A similar situation occured in South  America with many thousands of dead tropical fish choking the rivers.  Sure in Minnesota, fish live through the winter under the ice.  But, of course, they are evolved to their environment.  There were big fish kills off Florida this year, attributed to cold.  You don't see those in Maine, 'cause those species have evolved to their surroundings as well.

  Then there were those bird deaths - in the southern states, as I remember.  Could be that durring the recent warm stretches the birds forgot how to migrate, properly.  I know that some geese stay put in Canada now (and make a mess with their dropping, I hear).

  The sudden cold has caught out a lot of slackers and humans are not immune.  Witness all the hugger-mugger in the UK, New York and the Southeast.  Last year, my 10 year old banana tree was DOA.

For What It's Worth,           - Steve Campbell

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Have you considered what the Vietnamese consider "cattle" are likely water buffalo, not the sort of "cattle" we have in Vermont or elsewhere in the US. Their cattle are also not used to that kind of cold because they live in the tropics and probably can't handle cold like a midwest steer.

Just a thought.    - Sharon Durbin

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The cattle in Viet Nam likely did not "freeze" to death, that is true. However, animals become adapted to a particular climate. A sudden change, up or down can shock an animal. Animals, especially ruminants can shock badly. It is quite common for cattle to die of shock. One type of shock is shipping fever. Cattle can die from the stress of being shipped by truck or rail. One must periodically unload the animals and give them a bit of a respite. The sudden cold could have very well caused these animal deaths.                                                  - Benjamin Napier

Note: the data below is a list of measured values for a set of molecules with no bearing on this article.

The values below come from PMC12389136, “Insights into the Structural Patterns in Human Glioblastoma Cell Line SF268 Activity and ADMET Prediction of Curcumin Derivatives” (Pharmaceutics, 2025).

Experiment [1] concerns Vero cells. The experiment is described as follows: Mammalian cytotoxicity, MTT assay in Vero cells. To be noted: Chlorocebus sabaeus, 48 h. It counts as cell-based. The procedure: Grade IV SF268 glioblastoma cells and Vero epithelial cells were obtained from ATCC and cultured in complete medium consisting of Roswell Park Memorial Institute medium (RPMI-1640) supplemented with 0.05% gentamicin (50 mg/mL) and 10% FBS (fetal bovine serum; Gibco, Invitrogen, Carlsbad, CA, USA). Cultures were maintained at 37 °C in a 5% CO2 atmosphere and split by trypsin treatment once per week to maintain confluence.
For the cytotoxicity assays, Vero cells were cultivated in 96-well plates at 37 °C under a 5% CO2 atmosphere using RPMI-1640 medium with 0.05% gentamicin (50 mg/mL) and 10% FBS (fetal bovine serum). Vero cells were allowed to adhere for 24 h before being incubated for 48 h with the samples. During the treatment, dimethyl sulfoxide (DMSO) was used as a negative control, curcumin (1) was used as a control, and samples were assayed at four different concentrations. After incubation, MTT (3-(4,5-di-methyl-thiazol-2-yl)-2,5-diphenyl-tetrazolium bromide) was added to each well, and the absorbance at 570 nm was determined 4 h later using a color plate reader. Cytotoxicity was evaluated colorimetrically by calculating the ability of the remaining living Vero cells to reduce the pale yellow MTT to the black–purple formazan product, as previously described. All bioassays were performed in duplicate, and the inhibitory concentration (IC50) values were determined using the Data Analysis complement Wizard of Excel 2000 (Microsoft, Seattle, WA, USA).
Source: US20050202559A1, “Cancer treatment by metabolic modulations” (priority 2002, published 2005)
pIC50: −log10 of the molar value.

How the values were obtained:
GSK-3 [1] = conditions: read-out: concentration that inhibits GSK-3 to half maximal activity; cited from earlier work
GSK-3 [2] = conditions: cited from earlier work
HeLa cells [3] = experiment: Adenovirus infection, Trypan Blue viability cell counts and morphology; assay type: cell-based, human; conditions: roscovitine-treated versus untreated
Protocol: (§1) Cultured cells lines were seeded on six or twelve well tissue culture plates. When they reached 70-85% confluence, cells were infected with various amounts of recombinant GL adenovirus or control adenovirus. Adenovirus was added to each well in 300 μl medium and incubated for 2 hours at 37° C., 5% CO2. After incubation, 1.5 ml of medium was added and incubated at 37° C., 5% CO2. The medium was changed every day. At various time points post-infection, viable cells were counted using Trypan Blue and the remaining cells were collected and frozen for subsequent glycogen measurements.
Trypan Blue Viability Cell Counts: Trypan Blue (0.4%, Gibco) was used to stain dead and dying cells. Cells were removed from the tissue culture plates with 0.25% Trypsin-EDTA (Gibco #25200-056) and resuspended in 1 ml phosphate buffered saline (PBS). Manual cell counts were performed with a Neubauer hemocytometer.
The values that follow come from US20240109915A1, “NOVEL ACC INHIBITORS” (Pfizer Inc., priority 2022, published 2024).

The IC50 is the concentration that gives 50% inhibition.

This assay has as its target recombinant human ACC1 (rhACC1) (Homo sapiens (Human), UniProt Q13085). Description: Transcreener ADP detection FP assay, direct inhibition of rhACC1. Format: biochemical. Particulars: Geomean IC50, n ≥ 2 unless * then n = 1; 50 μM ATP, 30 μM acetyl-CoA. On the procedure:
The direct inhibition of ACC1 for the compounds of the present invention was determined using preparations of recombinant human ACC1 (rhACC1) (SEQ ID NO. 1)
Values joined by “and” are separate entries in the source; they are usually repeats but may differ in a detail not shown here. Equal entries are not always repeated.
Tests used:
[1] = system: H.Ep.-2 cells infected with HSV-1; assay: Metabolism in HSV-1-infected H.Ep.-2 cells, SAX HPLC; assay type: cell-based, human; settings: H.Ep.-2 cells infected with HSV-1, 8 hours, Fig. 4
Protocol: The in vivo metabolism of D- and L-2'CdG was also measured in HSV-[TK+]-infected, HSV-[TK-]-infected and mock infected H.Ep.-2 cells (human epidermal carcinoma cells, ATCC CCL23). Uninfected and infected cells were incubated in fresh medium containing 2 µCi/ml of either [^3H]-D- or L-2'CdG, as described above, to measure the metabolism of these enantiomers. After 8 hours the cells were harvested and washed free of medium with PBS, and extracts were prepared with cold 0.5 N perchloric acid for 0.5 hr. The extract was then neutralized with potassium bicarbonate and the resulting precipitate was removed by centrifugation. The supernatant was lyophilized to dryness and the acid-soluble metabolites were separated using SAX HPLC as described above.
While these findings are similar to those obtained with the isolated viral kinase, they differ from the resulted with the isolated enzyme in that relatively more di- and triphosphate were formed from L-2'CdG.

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Good day Robert.  I raised cattle in the inter mountain region of central Nevada.  My cattle were Beefmaster, a combination of Shorthorn, Hereford, and Brahma.  Brahma cattle were selected because of their ability to endure the heat, and humidity, while Hereford are renowned for their ability to withstand very cold conditions. The coldest I saw was 30 degrees below zero F., and all the herd did fine.

I am sure the breed in all South Asia is Brahma. They are well adapted to the hot humid conditions encountered in this region of the world. I would not be surprised if the shock of this cold weather did them in. There may be other causes, but it is no coincidence that the freezing temperatures were a factor.
                                                                          - Dean Yale

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Hi Robert, I can guarantee that Vietnamese cattle (water buffalo by and large) and American servicemen who were in Vietnam (e.g. me), acclimated to the warmth. I suffered hypothermia after several days of hot humid weather, followed by rain and near freezing conditions.

If it can happen to a Minnesota boy like me it can happen to cattle bred for the tropical Vietnam climate!
                                                          - Nelson Skinner

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Hi Robert, I'm no expert, but I was formerly married to a farmer/rancher. As I recall, the digestive system in cattle operates largely on the principle of fermentation. Fermentation can only take place in a proper range of temperatures.

I'm guessing that the cattle died perhaps from a lack of feed, or from a lack of proper temperatures for their digestive process to take place, or a combination of both.  

Lack of water could also have contributed to their deaths. If no one comes to break the ice on top of a water sources, that could make things worse.                    - Laura Davis